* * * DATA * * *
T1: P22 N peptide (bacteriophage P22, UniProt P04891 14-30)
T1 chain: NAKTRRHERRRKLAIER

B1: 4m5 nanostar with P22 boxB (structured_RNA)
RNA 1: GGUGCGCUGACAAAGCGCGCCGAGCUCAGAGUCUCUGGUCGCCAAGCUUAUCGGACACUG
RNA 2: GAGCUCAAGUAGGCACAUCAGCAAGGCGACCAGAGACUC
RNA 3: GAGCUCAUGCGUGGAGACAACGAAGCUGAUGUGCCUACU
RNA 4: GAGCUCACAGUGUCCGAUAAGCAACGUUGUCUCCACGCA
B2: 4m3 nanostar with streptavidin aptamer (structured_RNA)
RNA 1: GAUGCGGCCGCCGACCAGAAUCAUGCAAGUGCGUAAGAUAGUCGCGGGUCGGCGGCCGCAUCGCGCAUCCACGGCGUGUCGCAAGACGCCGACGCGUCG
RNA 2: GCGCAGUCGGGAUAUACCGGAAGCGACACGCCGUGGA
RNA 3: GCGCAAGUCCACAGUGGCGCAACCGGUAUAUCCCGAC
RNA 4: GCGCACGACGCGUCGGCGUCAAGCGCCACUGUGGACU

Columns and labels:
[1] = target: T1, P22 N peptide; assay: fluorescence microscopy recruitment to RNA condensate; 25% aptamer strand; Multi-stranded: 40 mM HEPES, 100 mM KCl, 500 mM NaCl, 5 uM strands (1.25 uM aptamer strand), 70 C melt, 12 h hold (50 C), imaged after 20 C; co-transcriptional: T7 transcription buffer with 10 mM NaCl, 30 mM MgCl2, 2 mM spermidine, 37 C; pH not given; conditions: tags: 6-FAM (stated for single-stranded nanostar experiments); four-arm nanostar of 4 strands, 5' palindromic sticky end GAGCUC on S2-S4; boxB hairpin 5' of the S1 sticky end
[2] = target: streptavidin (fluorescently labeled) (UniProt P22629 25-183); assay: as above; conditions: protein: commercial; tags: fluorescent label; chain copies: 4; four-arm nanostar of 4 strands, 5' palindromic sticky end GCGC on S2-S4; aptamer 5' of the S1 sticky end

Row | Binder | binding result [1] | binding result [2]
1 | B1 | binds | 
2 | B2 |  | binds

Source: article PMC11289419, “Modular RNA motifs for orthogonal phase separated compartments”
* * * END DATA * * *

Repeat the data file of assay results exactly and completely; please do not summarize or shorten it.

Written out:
T1: P22 N peptide (bacteriophage P22, UniProt P04891 14-30)
T1 chain: NAKTRRHERRRKLAIER

B1: 4m5 nanostar with P22 boxB (structured_RNA)
RNA 1: GGUGCGCUGACAAAGCGCGCCGAGCUCAGAGUCUCUGGUCGCCAAGCUUAUCGGACACUG
RNA 2: GAGCUCAAGUAGGCACAUCAGCAAGGCGACCAGAGACUC
RNA 3: GAGCUCAUGCGUGGAGACAACGAAGCUGAUGUGCCUACU
RNA 4: GAGCUCACAGUGUCCGAUAAGCAACGUUGUCUCCACGCA
B2: 4m3 nanostar with streptavidin aptamer (structured_RNA)
RNA 1: GAUGCGGCCGCCGACCAGAAUCAUGCAAGUGCGUAAGAUAGUCGCGGGUCGGCGGCCGCAUCGCGCAUCCACGGCGUGUCGCAAGACGCCGACGCGUCG
RNA 2: GCGCAGUCGGGAUAUACCGGAAGCGACACGCCGUGGA
RNA 3: GCGCAAGUCCACAGUGGCGCAACCGGUAUAUCCCGAC
RNA 4: GCGCACGACGCGUCGGCGUCAAGCGCCACUGUGGACU

Columns and labels:
[1] = target: T1, P22 N peptide; assay: fluorescence microscopy recruitment to RNA condensate; 25% aptamer strand; Multi-stranded: 40 mM HEPES, 100 mM KCl, 500 mM NaCl, 5 uM strands (1.25 uM aptamer strand), 70 C melt, 12 h hold (50 C), imaged after 20 C; co-transcriptional: T7 transcription buffer with 10 mM NaCl, 30 mM MgCl2, 2 mM spermidine, 37 C; pH not given; conditions: tags: 6-FAM (stated for single-stranded nanostar experiments); four-arm nanostar of 4 strands, 5' palindromic sticky end GAGCUC on S2-S4; boxB hairpin 5' of the S1 sticky end
[2] = target: streptavidin (fluorescently labeled) (UniProt P22629 25-183); assay: as above; conditions: protein: commercial; tags: fluorescent label; chain copies: 4; four-arm nanostar of 4 strands, 5' palindromic sticky end GCGC on S2-S4; aptamer 5' of the S1 sticky end

Row | Binder | binding result [1] | binding result [2]
1 | B1 | binds | 
2 | B2 |  | binds

Source: article PMC11289419, “Modular RNA motifs for orthogonal phase separated compartments”